10. 10. 72 K. Ngamakeur, S. Yongchareon, and C. Liuthe activation, a process instance will be feed as an input of a rule engine. A process’sdata is validated against a set of conditions. If conditions are satisfied, an action willbe undertaken to make changes to artifacts. A rule instance that keeps track of ruleexecution is also created in the process as well. In our current prototype, we haveintegrated Drools rule engine [21] since the engine provides very efficient ways ofevaluating business rules. The rule format is also easy to comprehend and can bewritten in xml format and drool format. Drools engine conforms to JSR94 standardand provide a set of APIs that allows us to integrate it to our system.− Coordination of Running InstancesIn order to coordinate running instances, we address this issue using processcontroller, artifact controller and service controller. Here, we will use our motivationexample to describe how these controllers work together to coordinate all instancesthat are created during a process execution. Once the ACP system receives a requestfrom a user to start an ordering process, the rule engine will evaluate the request. Ifpreconditions of rule r1 are satisfied, the rule engine will issue a command to theprocess controller to start a process execution of an ordering process. The ruleinstance of rule r1 is also created at this point as well. The process controllerinvokes the process factory. The factory identifies the deployed process andinstantiate a process instance for an ordering process. After receiving a correspondingprocess instance, the process controller will initialize a unique process id and registerthe process instance to a list of running process instance. Once a process instance isregistered, an instance of rule r1 is added to a list of rule instances. The artifactinstance of an order artifact is also created by the factory and added to a list of artifactinstances. The artifact instance is given a unique id that is used for identificationpurpose and its state is set to start. Next, the process controller orders a web-servicecontroller to invoke the createOrder service. The service instance of createOrderservice is instantiated and added to a list of service instances. The service controllerwill communicate with the artifact controller to retrieve data from correspondingartifacts. The createOrder service is then invoked. Once a response is returned, aservice controller will send message data to an artifact controller to update theartifacts. The unique artifact ensures that correct artifact instance is being updated. Anew artifact instance will be generated if necessary during this step as well. Mappingrule defined in rule r1 controls the data mapping between service input-output andartifact instance. Once finishing data updating, the artifact controller will update astate of an order artifact from start to open_for_item. After completion of artifactupdating, the artifact controller sends a signal to the process controller. The processcontroller will generate Artifact_change event to trigger rule engine to continue aprocess until ordering process is completed. As we can see that each step of a process execution, the ACP system createsartifact instances, service instances and rule instances (cf. Section 3.3). Theseinstances can be used to monitor a process since they contain overall information. Toprove our concepts, we developed a prototype of ACP system and generated a testcase based on the motivating example. After the prototype executed a test case, it isable to process data from running instances and generate a log file. In a log file, wecan see detailed information for each step of a particular business process execution.To generate this log file, the system need to capture data from rule instances, artifactinstances and service instance at run-time. A rule instance contains identifier keys that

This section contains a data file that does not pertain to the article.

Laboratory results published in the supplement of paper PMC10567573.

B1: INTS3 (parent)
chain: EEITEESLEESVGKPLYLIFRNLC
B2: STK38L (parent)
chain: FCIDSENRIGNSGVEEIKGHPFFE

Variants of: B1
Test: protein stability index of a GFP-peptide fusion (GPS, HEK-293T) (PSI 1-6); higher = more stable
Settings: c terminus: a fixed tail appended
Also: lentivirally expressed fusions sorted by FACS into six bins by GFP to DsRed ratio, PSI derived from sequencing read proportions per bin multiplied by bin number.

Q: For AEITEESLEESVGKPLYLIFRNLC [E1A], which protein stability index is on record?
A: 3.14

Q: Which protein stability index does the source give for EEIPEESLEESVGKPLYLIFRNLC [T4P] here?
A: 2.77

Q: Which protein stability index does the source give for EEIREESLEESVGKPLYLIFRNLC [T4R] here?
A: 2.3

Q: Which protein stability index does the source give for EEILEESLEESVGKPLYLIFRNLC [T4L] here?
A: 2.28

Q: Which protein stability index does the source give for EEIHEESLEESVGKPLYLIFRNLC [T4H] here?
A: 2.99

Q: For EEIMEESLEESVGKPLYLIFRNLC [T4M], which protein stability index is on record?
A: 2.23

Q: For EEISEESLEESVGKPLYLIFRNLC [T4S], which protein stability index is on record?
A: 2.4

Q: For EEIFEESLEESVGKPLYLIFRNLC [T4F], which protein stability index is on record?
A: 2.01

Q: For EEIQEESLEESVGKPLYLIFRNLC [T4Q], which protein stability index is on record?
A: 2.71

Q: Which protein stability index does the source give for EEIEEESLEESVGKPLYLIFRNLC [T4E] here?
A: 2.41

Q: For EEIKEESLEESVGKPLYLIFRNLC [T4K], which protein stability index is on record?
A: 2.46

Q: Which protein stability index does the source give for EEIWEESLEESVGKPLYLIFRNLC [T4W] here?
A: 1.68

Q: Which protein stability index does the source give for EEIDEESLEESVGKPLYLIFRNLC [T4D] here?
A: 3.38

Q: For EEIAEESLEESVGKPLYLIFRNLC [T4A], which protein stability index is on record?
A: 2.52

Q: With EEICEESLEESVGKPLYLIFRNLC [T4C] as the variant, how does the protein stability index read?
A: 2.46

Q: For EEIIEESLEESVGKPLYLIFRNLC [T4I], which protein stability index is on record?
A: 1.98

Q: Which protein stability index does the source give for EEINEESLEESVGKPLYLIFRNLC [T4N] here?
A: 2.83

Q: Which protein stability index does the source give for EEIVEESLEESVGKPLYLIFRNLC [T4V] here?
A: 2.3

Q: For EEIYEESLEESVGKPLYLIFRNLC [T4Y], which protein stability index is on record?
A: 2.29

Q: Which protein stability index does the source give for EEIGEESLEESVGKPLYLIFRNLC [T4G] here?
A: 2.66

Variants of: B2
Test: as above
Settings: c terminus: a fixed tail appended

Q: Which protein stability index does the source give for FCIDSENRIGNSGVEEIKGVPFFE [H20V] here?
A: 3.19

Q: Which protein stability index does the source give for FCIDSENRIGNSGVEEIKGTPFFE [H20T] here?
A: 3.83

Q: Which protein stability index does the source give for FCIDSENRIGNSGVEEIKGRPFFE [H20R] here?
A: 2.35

11. 11. A Framework for Realizing Artifact-Centric Business Processes in SOA 73belong to involving service instance and artifact instance. These keys help define arelationship between rule instance and the other instance in each step of a processexecution. This enables our system to be able to generate a record for each step duringrun-time. As shown in Fig. 7, Pre and Post-artifact are also recorded in a log file toshow progress of each artifact from initial state to final state. The system recordsthese data before and after service invocation. We can also use these pre and postartifact data to help facilitate process provenance if it is necessary. Therefore, this isa solid proof to illustrate an advantage of artifact-centric business process regarding tomonitoring and reporting. Fig. 7. Log record of a test case based on the motivating example4.3 Technical EvaluationIn this section, based on the result of our implementation prototype, we discuss on thetechnical evaluation of our ACP system as well as a detailed comparison between tworealizations approaches. After a prototype of ACP system is completed, we havesimulated test cases based on our online ordering process. The result shows that ourframework can address our requirements. The developed system is able to managerunning instances created during process execution. Each running instance, e.g.service instance, stores process execution data and can be used for purpose ofmonitoring and reporting as shown in Fig. 7. Log record of a test case based on themotivating example. A business rule engine is proved to be able to work solely toprovide decision making that affects on running processes. In our current prototype,we centralize all decision making process into a single rule engine. Thus, it simplifiesrule management. However, this may raise performance issue of process execution ifthere are thousands of business rule to be evaluated by a rule engine. Non-deterministic is also an issue since a rule engine fires rules simultaneously. However,their ordering is non-deterministic. Thus, sequence of process execution may bedifferent even with the same business process. A task for evaluating reachability ofrunning processes is needed to address this issue. In our implementation, we assumethat there is no issue regarding to non-deterministic. Since business process modelsare defined implicitly in artifact-centric approach, this would be another issue for a